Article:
The Cross and the Shamrock eBook

This eBook from the Gutenberg Project consists of approximately 188 pages of information about The Cross and the Shamrock.

“Your ministers think they have great merit,” said the Irish cotters, whose names were Lee and Twohy, “when they succeed in causing a lax Catholic to trample on every precept of his religion and to perjure himself; but as God is just, and as those who counsel to evil partake of its guilt, and will have to suffer its punishment, so will all the sins that your minister’s cruel advice led us to commit be laid to his charge before the just tribunal of Christ.”

After this speech, the two Irish Catholic cotters retired from the meeting, and ever since these two men have proved, by their repentance, zeal, humility, and perseverance, that, though they fell from the external practice of their faith, they did so influenced by the evil advice and misrepresentations of persons who took advantage of their inexperience and poverty to lead them astray.  They were gradually, however, becoming reconciled to the hard life of hypocrisy and sin which they were induced to enter on, and might have forever continued in the reprobate path on which, in an evil hour, they walked, had not the cruel martyrdom of the holy orphan child aroused them from their slumbers.  Thus, as of old, does the “blood of martyrs become the seed of new Christians;” and thus is Erin, even in America, still true to her Heaven-appointed destiny—­which is, that of being a missionary and a martyr in the new world as well as in the old.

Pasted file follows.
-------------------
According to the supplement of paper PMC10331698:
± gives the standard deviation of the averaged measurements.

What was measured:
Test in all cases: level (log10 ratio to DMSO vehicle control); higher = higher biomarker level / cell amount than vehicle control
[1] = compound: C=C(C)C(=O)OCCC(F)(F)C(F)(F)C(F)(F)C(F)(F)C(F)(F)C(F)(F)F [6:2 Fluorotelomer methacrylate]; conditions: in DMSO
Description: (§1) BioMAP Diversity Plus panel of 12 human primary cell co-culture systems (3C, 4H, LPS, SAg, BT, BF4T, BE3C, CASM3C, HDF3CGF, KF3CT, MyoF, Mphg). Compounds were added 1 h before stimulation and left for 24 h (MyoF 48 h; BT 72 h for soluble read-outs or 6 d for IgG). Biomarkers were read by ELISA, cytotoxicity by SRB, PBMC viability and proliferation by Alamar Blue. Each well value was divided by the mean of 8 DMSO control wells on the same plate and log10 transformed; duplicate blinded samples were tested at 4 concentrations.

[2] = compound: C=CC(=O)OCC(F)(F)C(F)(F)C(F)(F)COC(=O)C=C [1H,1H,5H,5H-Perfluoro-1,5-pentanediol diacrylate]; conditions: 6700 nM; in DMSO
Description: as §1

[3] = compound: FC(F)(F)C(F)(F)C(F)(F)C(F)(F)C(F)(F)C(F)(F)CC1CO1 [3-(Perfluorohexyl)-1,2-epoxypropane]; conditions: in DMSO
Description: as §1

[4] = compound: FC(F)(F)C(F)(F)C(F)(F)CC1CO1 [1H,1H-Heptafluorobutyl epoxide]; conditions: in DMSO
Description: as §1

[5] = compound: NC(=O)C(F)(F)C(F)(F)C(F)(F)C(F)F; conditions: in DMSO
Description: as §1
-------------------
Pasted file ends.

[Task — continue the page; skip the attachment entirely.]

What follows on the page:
CHAPTER XXI.

  “Considerate, et videte si est dolor sicut dolor meus.” 
  “Attend, and see if there be any sorrow like to my sorrow.”

     LAM.  JER.

There was a complete suspension of the ordinary occupations on the farm of Gulvert for near ten days, owing to the trials with which his family was visited.  The wife was still confined to her room, and continually threatening her husband with the divorce, who, on his part, had no heart to conduct the necessary work of his farm, he felt so dispirited at the loss of his team and of the money out of which “his converts” had tricked him.  Add to this that there were very ugly rumors going the round of the neighborhood in reference to the ill usage the little Irish orphan met with.  While he was living and in suffering, there was nobody to sympathize with him or to say a word in his favor; but now, when that sympathy could do him no good, according to the custom of modern philanthropy, there was an abundance on hand, and the conduct of Shaw Gulvert, as the agent of Parson Waistcoat, was censured by a thousand tongues.  This is characteristic of Protestant charity:  when one is dying of hunger, or forced to beg a crum of bread, she shuts her ears, and points to the prison or poorhouse, as the only proper retreat for whoever is compelled to commit the sin of mendicity; but no sooner does the victim of her own neglect or misdirected benevolence die, no sooner is he out of the reach of all human relief, than the heralds of Protestant charity gather round his tomb, to proffer their assistance, aid, and liberality—­like the Jews building the tombs of the prophets put to death by their own malice.

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The Cross and the Shamrock from Project Gutenberg. Public domain.
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